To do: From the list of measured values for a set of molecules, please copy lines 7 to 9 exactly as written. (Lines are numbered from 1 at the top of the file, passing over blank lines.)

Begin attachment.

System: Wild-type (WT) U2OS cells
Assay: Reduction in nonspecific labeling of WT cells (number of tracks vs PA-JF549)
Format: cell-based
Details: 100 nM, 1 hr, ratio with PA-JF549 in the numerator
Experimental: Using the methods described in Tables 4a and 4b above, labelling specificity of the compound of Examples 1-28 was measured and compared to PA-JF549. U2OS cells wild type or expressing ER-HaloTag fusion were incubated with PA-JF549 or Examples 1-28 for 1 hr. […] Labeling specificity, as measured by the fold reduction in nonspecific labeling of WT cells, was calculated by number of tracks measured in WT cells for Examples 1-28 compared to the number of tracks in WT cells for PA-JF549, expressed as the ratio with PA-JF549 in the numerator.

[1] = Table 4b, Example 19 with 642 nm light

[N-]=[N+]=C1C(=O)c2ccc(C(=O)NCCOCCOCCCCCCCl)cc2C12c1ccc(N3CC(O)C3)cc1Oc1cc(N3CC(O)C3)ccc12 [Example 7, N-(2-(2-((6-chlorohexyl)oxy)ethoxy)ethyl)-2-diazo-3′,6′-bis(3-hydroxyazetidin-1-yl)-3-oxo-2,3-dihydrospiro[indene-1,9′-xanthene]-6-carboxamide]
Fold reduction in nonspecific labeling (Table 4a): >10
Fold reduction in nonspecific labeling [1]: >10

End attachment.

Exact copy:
[N-]=[N+]=C1C(=O)c2ccc(C(=O)NCCOCCOCCCCCCCl)cc2C12c1ccc(N3CC(O)C3)cc1Oc1cc(N3CC(O)C3)ccc12 [Example 7, N-(2-(2-((6-chlorohexyl)oxy)ethoxy)ethyl)-2-diazo-3′,6′-bis(3-hydroxyazetidin-1-yl)-3-oxo-2,3-dihydrospiro[indene-1,9′-xanthene]-6-carboxamide]
Fold reduction in nonspecific labeling (Table 4a): >10
Fold reduction in nonspecific labeling [1]: >10